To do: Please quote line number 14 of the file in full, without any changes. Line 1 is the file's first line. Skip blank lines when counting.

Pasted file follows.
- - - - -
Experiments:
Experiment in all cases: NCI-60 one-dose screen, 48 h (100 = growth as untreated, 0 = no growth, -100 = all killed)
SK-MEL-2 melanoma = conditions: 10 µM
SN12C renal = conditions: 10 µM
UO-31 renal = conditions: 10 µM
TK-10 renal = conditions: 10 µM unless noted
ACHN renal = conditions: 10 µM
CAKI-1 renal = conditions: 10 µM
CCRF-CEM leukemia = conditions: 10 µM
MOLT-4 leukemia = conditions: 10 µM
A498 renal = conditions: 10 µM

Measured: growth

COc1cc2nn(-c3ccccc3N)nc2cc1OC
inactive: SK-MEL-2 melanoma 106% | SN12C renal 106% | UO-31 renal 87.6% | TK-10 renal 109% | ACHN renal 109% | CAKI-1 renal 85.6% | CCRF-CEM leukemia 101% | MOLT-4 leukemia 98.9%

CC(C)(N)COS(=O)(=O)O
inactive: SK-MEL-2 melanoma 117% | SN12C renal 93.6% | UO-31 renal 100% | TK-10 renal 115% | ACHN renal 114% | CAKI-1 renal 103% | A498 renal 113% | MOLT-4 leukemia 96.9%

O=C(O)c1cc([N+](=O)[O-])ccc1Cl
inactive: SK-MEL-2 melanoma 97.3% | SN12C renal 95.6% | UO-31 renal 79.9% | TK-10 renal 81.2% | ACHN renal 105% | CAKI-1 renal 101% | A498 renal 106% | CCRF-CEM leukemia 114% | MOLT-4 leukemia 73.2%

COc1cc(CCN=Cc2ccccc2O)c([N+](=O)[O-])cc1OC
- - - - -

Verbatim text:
inactive: SK-MEL-2 melanoma 106% | SN12C renal 106% | UO-31 renal 87.6% | TK-10 renal 109% | ACHN renal 109% | CAKI-1 renal 85.6% | CCRF-CEM leukemia 101% | MOLT-4 leukemia 98.9%